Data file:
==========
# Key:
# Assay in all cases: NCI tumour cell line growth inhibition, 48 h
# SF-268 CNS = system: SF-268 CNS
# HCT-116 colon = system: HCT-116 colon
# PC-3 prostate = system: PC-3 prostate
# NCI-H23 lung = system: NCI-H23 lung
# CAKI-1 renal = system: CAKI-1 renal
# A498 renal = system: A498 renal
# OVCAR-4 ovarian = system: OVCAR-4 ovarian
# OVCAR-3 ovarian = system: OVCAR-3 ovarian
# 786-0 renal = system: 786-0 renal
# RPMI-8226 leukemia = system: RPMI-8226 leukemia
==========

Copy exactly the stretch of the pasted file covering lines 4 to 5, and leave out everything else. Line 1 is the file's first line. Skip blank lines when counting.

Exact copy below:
# HCT-116 colon = system: HCT-116 colon
# PC-3 prostate = system: PC-3 prostate